You can find nice templates by doing a quick Google search. If you want to dig right into it, simply open up a spreadsheet. Create rows for every day in the next month and columns for each social media channel you plan to publish to. And if you’re curious to know how frequently you should post to each account, we’ve got you covered:

How often to post on your social media accounts

Now, you simply fill in the spaces with general ideas of what you’ll share, including links to articles from those interesting blogs in step #2, your own content, and promotional posts for your business. A general rule of thumb is the 80/20 rule, where 80% of your posts are interesting content that engages your followers and 20% of your posts are about your business.

4. Include 1 of these factors in every post

This tip is a quick and easy one to follow. Make sure every single one of your posts includes at least one of the following: an image, a compelling statistic, and/or a link. Ideally, most of your posts should have all three.

On Twitter, statistics and hashtags are key shareable content. On Facebook, a bright, large image will instantly get users’ attention. Even on professional sites like LinkedIn, sharing important statistics from an article and then linking to the piece can be powerful.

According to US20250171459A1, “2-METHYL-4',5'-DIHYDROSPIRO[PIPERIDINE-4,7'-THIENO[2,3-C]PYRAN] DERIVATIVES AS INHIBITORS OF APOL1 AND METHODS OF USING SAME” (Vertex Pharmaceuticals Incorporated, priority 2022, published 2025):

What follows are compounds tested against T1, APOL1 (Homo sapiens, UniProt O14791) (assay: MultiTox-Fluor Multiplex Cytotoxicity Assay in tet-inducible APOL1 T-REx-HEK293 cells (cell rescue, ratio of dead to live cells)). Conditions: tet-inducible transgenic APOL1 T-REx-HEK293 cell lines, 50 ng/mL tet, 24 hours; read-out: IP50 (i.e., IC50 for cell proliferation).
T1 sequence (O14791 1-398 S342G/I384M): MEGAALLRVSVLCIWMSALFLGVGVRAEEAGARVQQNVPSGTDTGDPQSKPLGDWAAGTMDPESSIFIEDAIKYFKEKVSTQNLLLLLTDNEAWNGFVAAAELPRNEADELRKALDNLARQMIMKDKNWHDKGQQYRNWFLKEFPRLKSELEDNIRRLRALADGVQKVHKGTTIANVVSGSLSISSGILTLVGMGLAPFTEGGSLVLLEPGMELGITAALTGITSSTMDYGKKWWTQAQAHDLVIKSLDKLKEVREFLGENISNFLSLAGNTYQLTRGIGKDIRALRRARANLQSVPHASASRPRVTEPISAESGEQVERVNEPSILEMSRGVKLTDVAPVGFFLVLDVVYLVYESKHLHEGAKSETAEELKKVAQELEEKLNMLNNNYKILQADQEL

You want to avoid just sharing a text post with no link, no images, and no statistics. Your followers will scroll right past it when they’re browsing social media.

5. Automate posts and save 3+ hours per week

Good posts are visual, interesting, and relevant, and that type of content can’t be thrown together in a few minutes’ time. And that’s okay.

But did you know that, on average, businesses spend more than three hours per week simply posting their content to social media? Do you have 12+ hours per month to spend on publishing your posts? We didn’t think so.

Instead, take that editorial calendar you created and revisit it either once per month or once per week. You’ve got a general idea of what you’ll share, so now it’s time to sit down and write out all of your social media posts in one document. Include links, hashtags, images, and captions. Then, head to a free social media scheduling tool to set it and forget it.

6. Measure success every 30 days

Now you’ve made a ton of progress toward making your social media accounts more effective without being overcomplicated — and it only took a few hours of your time.

Next month, it will be time to create a new editorial calendar. This will also be the time to evaluate how things went. Create a quick spreadsheet that tracks followers gained during the last month, users who clicked on your promotional posts, and likes, comments, and shares for each of your posts.

Adding to this spreadsheet each month will also take just a bit of your time, and it’s a simple way to see what types of posts seem to work best for engaging your followers. While managing your social media accounts can get much more complex than this, now you’ve got a strong foundation for making social media management feel less like a chore — all while being able to actually see a difference in how social media plays a role in your marketing efforts.